Author: Charles Frank

Marijuana vs Alcohol: Which Is Really Worse for Your Health?

what is worse alcohol or weed

Marijuana smokers tend to smoke much less than cigarette smokers, as some may smoke one joint a few times a week. This may seem like a petty academic squabble, but it’s quite important as researchers and lawmakers try to advance more scientific approaches to drug policy. Finding the best method to evaluate the risks of drugs is much more complicated than assigning numeric rankings. Both weed and alcohol can carry a potential for misuse and addiction, but this appears to be more common with alcohol. The immediate effects of weed can vary quite a bit from person to person. The research shouldn’t be taken as the be-all and end-all in the great debate over whether cannabis is bad for the brain.

what is worse alcohol or weed

But alcohol’s crime risk is due to its tendency to make people more aggressive (and more prone to committing crime), while heroin’s crime risk is based on the massive criminal trafficking network behind it. Sian Ferguson is a freelance health and cannabis writer based in Cape Town, South Africa. She’s passionate about empowering readers to take care of their mental and physical health through science-based, empathetically delivered information. Weed seems to have fewer long-term risks than alcohol, but again, there’s a huge discrepancy in the amount of research on weed compared with alcohol.

Alcohol may take a greater toll on the brain than marijuana does, especially for teens, a new study finds. “Researchers are working around the clock to try to identify the ingredients in marijuana that have potential,” to benefit human health, Baler said. Cannabis addiction is surprisingly common, however, according to 2015 study. If you do get hungover, you might experience other effects, including headaches and diarrhea. Stephanie Pappas is a contributing writer for Live Science, covering topics ranging from geoscience to archaeology to the human brain and behavior. She was previously a senior writer for Live Science but is now a freelancer based in Denver, Colorado, and regularly contributes to Scientific American and The Monitor, the monthly magazine of the American Psychological Association.

If heroin and crack were legal and more accessible, they would very likely rank higher than alcohol. The harm score for marijuana would also likely rise after legalization, but probably not too much since pot use is already widespread. There’s also some divergence within the specific categories of harm.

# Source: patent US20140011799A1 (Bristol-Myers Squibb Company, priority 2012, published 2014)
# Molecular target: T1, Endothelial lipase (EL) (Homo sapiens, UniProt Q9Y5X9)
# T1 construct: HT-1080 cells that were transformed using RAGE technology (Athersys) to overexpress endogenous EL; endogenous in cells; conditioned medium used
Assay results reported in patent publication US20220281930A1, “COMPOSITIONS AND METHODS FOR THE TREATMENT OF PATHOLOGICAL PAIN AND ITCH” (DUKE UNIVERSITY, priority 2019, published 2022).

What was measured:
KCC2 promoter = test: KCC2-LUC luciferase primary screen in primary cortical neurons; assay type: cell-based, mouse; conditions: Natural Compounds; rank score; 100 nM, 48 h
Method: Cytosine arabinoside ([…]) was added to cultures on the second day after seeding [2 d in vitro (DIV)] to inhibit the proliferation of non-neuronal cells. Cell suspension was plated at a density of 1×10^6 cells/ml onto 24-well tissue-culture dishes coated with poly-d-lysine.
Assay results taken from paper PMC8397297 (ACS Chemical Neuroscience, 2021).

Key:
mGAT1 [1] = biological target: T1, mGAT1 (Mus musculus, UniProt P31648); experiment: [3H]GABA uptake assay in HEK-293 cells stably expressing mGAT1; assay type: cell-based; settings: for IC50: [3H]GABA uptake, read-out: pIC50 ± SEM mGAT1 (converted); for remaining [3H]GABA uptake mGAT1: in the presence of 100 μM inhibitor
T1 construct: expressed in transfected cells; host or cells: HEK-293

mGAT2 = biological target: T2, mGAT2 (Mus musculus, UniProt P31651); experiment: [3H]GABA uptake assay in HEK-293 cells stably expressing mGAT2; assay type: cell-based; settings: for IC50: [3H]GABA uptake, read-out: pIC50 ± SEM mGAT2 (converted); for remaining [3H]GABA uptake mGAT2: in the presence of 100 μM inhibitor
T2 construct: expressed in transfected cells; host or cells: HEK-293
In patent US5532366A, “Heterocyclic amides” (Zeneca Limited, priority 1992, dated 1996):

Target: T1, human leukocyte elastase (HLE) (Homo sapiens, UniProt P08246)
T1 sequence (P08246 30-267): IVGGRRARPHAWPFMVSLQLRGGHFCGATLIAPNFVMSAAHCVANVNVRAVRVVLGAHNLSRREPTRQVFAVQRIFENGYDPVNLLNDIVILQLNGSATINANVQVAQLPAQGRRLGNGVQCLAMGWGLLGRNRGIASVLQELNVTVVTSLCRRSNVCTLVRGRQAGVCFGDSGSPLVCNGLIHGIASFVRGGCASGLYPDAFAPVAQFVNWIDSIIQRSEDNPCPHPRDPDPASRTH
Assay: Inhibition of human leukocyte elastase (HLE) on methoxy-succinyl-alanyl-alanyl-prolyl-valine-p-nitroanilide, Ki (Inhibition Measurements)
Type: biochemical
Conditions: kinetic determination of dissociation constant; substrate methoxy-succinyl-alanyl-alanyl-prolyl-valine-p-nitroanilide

At first glance, it might seem that alcohol does the most damage to our brain health and general well-being because it is more widely used. Over 85% of American adults say they’ve consumed alcohol at some point in their lives, and nearly 70% say they’ve had a drink in the past year, as reported by the National Institute on Alcohol Abuse and Alcoholism. Compare that to just 18% of Americans who said they used marijuana in 2019, according to the CDC. Although not as widespread, the harmful effects of marijuana on the brain may be greater. Let’s take a closer look at some of the worst consequences of drinking and marijuana.

And the illegality of marijuana has also limited research in this field. “Excess alcohol is going to lead to very severe consequences, and chronic excess alcohol is the most likely to lead to a lot of threatening issues,” Murray said. While both are intoxicants used recreationally, their legality, patterns of use and long-term effects on the body make the two drugs difficult to compare. Nutt acknowledges these problems, but argues that his analysis provides value to policymakers. “I believe we have provided the best currently available analysis of an extremely complex multifaceted data set.” The drug policy experts I talked to about Nutt’s study generally agreed that his style of analysis and ranking misses some of the nuance behind the harm of certain drugs.